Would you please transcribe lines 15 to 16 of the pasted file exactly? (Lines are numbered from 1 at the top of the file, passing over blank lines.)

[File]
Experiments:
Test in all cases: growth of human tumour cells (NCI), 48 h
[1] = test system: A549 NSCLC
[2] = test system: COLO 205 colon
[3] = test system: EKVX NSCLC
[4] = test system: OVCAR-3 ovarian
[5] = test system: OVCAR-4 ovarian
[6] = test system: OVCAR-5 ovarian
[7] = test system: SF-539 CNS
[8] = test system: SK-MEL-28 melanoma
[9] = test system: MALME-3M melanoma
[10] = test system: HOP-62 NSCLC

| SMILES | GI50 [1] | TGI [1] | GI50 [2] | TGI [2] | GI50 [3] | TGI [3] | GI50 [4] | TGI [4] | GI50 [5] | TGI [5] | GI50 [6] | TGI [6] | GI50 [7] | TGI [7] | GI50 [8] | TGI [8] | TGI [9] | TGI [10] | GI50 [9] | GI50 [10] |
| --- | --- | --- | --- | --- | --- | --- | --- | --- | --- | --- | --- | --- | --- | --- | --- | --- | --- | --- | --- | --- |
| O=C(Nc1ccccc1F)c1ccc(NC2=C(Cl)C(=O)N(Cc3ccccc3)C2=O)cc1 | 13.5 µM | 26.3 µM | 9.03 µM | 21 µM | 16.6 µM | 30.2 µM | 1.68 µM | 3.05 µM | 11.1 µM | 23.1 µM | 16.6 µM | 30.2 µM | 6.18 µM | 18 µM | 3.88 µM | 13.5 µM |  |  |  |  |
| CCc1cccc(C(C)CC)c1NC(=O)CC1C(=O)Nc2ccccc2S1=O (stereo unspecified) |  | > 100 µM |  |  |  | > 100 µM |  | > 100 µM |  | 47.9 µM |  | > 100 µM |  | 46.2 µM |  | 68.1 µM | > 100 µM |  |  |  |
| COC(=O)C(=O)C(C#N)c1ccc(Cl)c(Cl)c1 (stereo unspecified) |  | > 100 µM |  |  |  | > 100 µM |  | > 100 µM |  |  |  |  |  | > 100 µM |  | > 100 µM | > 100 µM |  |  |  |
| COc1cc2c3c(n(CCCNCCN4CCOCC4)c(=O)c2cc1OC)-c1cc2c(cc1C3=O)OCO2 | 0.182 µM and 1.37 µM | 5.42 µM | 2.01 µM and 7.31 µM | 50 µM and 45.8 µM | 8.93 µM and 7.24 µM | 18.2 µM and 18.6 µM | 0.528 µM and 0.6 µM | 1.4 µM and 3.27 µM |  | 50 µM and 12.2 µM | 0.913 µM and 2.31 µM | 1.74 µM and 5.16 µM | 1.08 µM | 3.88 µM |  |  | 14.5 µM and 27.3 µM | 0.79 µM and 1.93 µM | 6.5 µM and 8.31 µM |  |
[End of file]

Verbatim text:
| O=C(Nc1ccccc1F)c1ccc(NC2=C(Cl)C(=O)N(Cc3ccccc3)C2=O)cc1 | 13.5 µM | 26.3 µM | 9.03 µM | 21 µM | 16.6 µM | 30.2 µM | 1.68 µM | 3.05 µM | 11.1 µM | 23.1 µM | 16.6 µM | 30.2 µM | 6.18 µM | 18 µM | 3.88 µM | 13.5 µM |  |  |  |  |
| CCc1cccc(C(C)CC)c1NC(=O)CC1C(=O)Nc2ccccc2S1=O (stereo unspecified) |  | > 100 µM |  |  |  | > 100 µM |  | > 100 µM |  | 47.9 µM |  | > 100 µM |  | 46.2 µM |  | 68.1 µM | > 100 µM |  |  |  |